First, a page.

The eCasa housing project was designed to deliver a series of net-zero, affordable housing prototypes in Washington, D.C., for low-income families. Using Sefaira, nonprofit architecture firm Inscape Publico balanced building envelope performance and renewable energy generation in the late design stage to achieve net-zero.
Mi Casa Inc., a nonprofit organization, provides affordable housing opportunities to low and moderate-income families to sustain diverse and healthy communities in the Washington D.C. and Baltimore areas. To address the complex changes impacting neighborhoods in the greater D.C. area and ensure scalability, Mi Casa collaborated with the Department of Housing and Community Development.
Project type: Affordable housing for low-income families
Location: Washington D.C., USA
Building program: Residential
Floor area/stories /occupancy: 2 x blocks of 6 housing units
Performance goal: Net-zero energy
Navigating project limitations
Inscape Publico had designed and specified the building blocks but wanted to understand their performance and optimize the project where possible. The project needed to juggle a limited budget, a limited palette of building materials, and a tight project timeline. Using Sefaira analysis enabled the team to optimize the changeable factors within the project and demonstrate that the project was on track to achieve net-zero energy.
Site plan showing the location of both blocks on adjacent streets
To achieve their goals, the design team needed to:
- calculate the baseline building performance based on specified building materials.
- minimize energy consumption to achieve net-zero by utilizing high-performance construction and specifying high-efficiency appliances and systems.
- calculate how much renewable energy would be generated by pre-specified solar photovoltaic panels to confirm the quantity required to achieve net-zero.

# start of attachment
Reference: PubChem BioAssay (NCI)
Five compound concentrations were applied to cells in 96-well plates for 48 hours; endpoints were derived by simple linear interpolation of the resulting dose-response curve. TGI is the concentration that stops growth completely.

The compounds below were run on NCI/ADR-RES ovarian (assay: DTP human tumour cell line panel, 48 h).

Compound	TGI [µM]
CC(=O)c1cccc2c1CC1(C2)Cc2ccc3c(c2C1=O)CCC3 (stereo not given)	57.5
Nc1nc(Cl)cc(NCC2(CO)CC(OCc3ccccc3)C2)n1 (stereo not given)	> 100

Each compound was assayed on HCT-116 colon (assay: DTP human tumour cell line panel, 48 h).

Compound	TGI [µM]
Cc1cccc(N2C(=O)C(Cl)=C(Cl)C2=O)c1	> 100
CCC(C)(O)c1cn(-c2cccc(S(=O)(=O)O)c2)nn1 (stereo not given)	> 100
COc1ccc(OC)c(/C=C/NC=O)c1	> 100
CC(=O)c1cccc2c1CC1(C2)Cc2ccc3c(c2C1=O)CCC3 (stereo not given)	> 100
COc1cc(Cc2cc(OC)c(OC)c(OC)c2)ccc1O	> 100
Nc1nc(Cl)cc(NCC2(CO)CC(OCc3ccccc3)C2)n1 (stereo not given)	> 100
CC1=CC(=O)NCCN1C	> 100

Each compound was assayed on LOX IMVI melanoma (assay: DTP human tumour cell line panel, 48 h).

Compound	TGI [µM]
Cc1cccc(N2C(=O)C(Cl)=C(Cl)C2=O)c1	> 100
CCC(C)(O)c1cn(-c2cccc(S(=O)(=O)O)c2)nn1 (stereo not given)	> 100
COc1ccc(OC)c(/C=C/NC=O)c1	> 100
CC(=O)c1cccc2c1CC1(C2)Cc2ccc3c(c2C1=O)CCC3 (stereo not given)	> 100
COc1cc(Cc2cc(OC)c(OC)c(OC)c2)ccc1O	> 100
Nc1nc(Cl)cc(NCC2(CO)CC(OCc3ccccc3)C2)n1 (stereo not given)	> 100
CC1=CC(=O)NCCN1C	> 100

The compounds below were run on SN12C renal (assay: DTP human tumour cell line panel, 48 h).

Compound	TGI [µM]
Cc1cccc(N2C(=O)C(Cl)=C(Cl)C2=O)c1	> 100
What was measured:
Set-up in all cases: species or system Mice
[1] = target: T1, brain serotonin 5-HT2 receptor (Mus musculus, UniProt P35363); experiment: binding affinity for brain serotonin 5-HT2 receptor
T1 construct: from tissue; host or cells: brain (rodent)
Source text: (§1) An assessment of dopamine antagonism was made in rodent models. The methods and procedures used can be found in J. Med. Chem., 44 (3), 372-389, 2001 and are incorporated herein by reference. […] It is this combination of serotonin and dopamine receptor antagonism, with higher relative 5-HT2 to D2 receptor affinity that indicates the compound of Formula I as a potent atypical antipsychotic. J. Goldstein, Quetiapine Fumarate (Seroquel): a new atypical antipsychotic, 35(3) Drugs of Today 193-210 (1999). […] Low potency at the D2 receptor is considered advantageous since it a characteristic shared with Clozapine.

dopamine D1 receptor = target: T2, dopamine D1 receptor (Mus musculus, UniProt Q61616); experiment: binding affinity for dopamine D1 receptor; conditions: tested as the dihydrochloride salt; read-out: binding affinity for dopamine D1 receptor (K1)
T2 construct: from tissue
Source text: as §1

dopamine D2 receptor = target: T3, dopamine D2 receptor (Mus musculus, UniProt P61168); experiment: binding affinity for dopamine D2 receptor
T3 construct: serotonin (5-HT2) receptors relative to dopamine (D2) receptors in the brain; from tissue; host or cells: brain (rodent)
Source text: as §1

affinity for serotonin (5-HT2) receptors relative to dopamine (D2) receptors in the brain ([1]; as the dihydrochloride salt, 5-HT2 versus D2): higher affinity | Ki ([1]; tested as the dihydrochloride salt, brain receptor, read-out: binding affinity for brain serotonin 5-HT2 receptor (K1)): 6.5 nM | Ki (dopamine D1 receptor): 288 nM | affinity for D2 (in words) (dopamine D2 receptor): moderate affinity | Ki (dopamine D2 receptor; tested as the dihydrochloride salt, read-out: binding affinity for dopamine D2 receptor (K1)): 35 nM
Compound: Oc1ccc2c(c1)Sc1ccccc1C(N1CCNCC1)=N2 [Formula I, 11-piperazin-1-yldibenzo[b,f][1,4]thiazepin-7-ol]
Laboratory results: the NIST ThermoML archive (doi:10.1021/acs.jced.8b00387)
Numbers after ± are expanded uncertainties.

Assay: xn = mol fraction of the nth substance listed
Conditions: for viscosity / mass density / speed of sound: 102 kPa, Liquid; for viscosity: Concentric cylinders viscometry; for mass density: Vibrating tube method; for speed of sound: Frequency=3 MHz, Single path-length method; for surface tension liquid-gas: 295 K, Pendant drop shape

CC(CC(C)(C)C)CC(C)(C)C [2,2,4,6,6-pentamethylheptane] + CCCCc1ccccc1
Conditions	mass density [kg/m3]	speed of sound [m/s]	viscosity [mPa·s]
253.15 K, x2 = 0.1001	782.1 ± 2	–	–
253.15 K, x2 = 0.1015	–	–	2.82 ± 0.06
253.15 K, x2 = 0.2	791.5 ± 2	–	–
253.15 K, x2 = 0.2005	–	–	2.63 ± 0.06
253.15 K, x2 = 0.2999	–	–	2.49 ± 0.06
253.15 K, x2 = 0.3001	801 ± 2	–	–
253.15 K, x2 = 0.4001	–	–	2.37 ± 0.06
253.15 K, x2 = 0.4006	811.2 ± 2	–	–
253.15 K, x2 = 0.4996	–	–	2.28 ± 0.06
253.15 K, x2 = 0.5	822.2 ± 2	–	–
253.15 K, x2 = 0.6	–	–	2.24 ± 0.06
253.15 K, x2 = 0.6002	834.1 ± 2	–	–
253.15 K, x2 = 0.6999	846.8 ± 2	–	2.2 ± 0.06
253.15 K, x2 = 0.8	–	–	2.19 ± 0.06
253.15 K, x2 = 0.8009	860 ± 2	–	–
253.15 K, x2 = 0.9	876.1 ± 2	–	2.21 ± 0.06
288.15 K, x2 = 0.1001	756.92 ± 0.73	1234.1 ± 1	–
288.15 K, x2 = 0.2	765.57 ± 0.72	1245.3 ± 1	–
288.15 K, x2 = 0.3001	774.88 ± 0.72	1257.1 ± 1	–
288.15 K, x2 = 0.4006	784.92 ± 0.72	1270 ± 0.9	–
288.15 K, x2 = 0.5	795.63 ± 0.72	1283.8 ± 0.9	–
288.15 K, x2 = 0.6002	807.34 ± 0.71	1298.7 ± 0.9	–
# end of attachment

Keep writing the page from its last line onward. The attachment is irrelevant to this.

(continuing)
- minimize annual operating costs for the inhabitants by specifying highly efficient water fixtures.
To get started, the design team set up the analysis model, inputting pre-determined envelope and HVAC values and baseline variables such as occupancy, lighting power density, plug load, temperature set points, and diversity factors. Next, potential strategies were investigated:
Shading type and depth: Using Sefaira’s response curves, an optimum 2.5 ft deep horizontal projection was specified over each glazed opening. This reduced annual space cooling by 14%.
Water fixtures: To reduce waste and operating costs, high-efficiency water fixtures were specified.
Annual operating costs were reduced by 37% because less energy was required to heat water and water usage was much less overall.
Minnesota Street Housing Unit and its corresponding Monthly Energy Consumption Graph
By specifying high-performance values for shading and water fixtures, the design team ensured that the final annual energy consumption figure would be as low as 21,372 kBTU/year for Minnesota Street and 21,073 kBTU/year for 27th Street.
27th Street Housing Unit and its corresponding Monthly Energy Consumption Graph
Having optimized the building envelope for performance, the next step was to offset the energy consumed by generating as much or more energy on-site. Sefaira analysis confirmed that two arrays of 18 photovoltaic panels per block would generate 21,473 kBTU/year for Minnesota Street and 22,025 kBTU/year for 27th Street, thereby ensuring the project would achieve net-zero energy status.
For example, the predetermined roof assembly R-value was quite high; however, Sefaira showed that a roof assembly with a lower R-value performed just as well. Knowing this information earlier on could have enabled the team to make more cost-effective building material and detailing choices.
Sefaira enabled the Inscape Publico and Mi Casa team to calculate the annual energy consumption, investigate energy-saving strategies, and apply renewable energy generation, helping the project reach net-zero energy status.